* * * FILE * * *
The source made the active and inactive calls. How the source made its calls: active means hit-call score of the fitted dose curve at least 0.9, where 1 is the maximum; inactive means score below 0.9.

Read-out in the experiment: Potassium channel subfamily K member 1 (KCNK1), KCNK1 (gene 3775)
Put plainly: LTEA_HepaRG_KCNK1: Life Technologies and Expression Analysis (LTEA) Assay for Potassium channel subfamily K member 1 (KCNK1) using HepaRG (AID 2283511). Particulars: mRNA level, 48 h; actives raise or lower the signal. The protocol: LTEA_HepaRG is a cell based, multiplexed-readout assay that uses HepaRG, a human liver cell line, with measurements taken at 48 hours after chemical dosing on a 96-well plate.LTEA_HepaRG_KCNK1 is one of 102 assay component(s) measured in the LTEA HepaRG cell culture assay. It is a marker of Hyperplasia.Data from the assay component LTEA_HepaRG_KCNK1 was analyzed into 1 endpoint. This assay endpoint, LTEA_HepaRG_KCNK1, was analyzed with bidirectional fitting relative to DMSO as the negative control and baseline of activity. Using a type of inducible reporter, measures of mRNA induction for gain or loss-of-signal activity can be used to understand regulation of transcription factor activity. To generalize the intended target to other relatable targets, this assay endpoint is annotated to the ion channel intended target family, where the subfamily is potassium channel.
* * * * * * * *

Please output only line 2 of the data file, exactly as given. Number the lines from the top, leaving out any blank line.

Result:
Read-out in the experiment: Potassium channel subfamily K member 1 (KCNK1), KCNK1 (gene 3775)